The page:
This poses 2 questions. 1 Why have Stockport Council in their tram train strategy favoured the longer Reddish Vale curve route? If the Reddish Vale curve was the favoured route how has this land on a different route managed to be ring fenced from development? It doesn't make sense? Do any councillors know?

How about the following hypothesis -

There is one road in and out of a Brinnington estate which jams up every morning but the go ahead has been given for the construction of 200 new houses in an area above Reddish Vale with a 1950s/1960s road infrastructure which cannot cope with existing levels of traffic. The addition of 200 homes will cause total gridlock.The road to the M60 and the road from Brinnington to Stockport via Portwood roundabout will seize up completely with the extra traffic and the only solution will eventually have to be a tram link to Stockport.
 
A tram link to Stockport via Brinnington is the only way that councillors can prevent a three mile plus solid wall of traffic all the way from the  streets adjacent to Reddish Vale to Portwood roundabout.

hatter76

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Re: Tram Train Strategy for Marple to Stockport
« Reply #127 on: January 27, 2016, 09:46:23 PM »
Here's the planning application showing space to be reserved at Bredbury for a "potential future tram link", posted as a link because it's rather big:

http://stevenicklin.com/images/metrolink/DC060009-bredburycurve.jpg
Thanks for posting this link rsh, I didn't know this was still possible. It would definitely add value and be a much shorter route than the Reddish Vale curve then down the A6 option. If it goes through the centre of Stockport and joined up with the East Didsbury tram line it would connect a large number of people.

This poses 2 questions. 1 Why have Stockport Council in their tram train strategy favoured the longer Reddish Vale curve route? If the Reddish Vale curve was the favoured route how has this land on a different route managed to be ring fenced from development? It doesn't make sense? Do any councillors know?

ringi

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Re: Tram Train Strategy for Marple to Stockport
« Reply #126 on: January 27, 2016, 05:55:16 PM »
I think a tram link from Stockport into Dibsbury may be needed first, then a Marple link to Stockport as an extension of the train/tram.

Even then it will not be quick to get to the airport, or MediaCity.   Not many people work near Stockport station, so a link that just goes to Stockport does not help much with commuting.

We are hitting the old issue that where employment and housing is on the edges of a city and public transport links into the city, the car is very hard to beat!   (I keep coming back to failing to understand why people in Marple wish to travel to Stockport….)

The A6-Bredbury relief road is a separate issue and may allow bus lanes to be installed on more of the A6, if so, we just need a way for a bus to get from Marple to the A6 in a reasonable and predictable time.

The only way to remove congestion is to have road charging, as whenever a car is removed from a road, travel times speed up, so people start working further from where they live.

rsh

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Re: Tram Train Strategy for Marple to Stockport
« Reply #125 on: January 27, 2016, 05:42:28 PM »
Here's the planning application showing space to be reserved at Bredbury for a "potential future tram link", posted as a link because it's rather big:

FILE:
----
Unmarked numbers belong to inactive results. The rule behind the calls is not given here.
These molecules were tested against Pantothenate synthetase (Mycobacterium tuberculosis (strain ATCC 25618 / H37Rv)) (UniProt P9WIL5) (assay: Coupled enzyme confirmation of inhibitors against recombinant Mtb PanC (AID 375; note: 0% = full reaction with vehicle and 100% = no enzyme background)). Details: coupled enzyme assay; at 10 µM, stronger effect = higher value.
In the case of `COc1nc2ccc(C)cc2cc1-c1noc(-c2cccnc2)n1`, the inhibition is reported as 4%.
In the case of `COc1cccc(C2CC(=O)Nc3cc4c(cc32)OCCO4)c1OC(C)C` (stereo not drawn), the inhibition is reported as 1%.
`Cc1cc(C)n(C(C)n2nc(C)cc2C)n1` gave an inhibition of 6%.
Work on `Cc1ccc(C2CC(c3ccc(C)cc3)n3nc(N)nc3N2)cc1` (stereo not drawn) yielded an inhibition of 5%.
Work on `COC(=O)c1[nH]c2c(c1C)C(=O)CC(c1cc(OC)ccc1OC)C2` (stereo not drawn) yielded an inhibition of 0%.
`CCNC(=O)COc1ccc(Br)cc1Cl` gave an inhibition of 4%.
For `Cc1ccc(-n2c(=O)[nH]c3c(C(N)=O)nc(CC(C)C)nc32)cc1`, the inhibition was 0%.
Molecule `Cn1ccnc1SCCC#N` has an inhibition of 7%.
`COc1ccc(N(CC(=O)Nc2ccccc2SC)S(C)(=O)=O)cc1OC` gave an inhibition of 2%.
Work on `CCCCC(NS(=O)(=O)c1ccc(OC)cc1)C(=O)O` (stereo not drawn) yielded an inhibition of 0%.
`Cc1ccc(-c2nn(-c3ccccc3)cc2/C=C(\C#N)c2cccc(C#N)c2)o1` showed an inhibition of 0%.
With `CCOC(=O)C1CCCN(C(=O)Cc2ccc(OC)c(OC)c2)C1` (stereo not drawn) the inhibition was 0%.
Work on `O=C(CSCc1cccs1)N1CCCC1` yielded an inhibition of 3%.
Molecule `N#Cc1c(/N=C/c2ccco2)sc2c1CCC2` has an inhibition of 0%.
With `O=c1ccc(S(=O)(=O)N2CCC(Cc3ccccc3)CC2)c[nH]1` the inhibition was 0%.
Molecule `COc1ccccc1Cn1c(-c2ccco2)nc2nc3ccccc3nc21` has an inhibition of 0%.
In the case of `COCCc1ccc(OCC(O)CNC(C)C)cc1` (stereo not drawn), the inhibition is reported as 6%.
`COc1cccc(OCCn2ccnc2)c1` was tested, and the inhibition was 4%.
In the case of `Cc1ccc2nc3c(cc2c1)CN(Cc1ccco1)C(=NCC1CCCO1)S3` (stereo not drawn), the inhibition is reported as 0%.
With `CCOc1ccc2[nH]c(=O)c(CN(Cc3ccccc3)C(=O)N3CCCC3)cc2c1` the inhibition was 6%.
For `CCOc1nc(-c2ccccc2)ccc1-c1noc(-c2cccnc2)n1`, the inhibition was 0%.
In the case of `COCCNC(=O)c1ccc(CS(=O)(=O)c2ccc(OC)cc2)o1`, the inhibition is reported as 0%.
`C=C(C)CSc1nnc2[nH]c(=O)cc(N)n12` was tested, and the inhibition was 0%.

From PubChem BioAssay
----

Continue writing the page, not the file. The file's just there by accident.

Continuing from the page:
http://stevenicklin.com/images/metrolink/DC060009-bredburycurve.jpg

Thanks to the excellent SkyscraperCity forums, the Manchester transport section of which I highly recommended for staying abreast of current and future developments.

As said above, having tram-trains already using the Marple-Manchester line would suddenly make this link to Stockport a lot more feasible, and in my opinion would be justification alone for not simply electrifying the line for heavy rail trains. Of course a chord further up onto the existing line through Reddish South would be possible, but would there be capacity for those trains to then cross the viaduct and use Stockport station? And wouldn't it be better to run at "ground level", into the actual town, serving areas like Portwood directly too?

In all the cries for the A6-Bredbury relief road it's disappointing no one is championing this way of genuinely removing congestion, not just moving it to a new road (and creating more...)

rsh

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Re: Tram Train Strategy for Marple to Stockport
« Reply #124 on: January 27, 2016, 05:30:03 PM »
Unfortunately the people in power in the early 1980s decided to close the old Cheshire Lines freight line that connected Romiley/Woodley with Stockport and Warrington. It should have been retained, but its been built on by Morrison's at Bredbury, M60, Tescos etc.
It would still be possible to route a tram roughly along this alignment without too much trouble (and I personally think, too much cost compared to other Metrolink projects).

In fact parts of the possible alignment have been protected and marked out in several neighbouring planning applications, such as the now-cancelled bigger Sainsburys across the river and very recently in plans for houses at Bredbury, which show the possible line curving off after Bredbury station and running towards the junction for McDonald's (where it would presumably cross and then run through the land opposite roughly following the M60). I'll try to find an image of the plans...

It's a shame none of our councillors are really calling out for this to go ahead, it would have a massive positive impact on local traffic levels and would get people out of cars who'd never be convinced by a bus. I imagine having tram-trains already running out to us from Manchester would be a prerequisite however, otherwise it would be an oddly isolated line, so perhaps that's where we should really be putting the demand for investment first.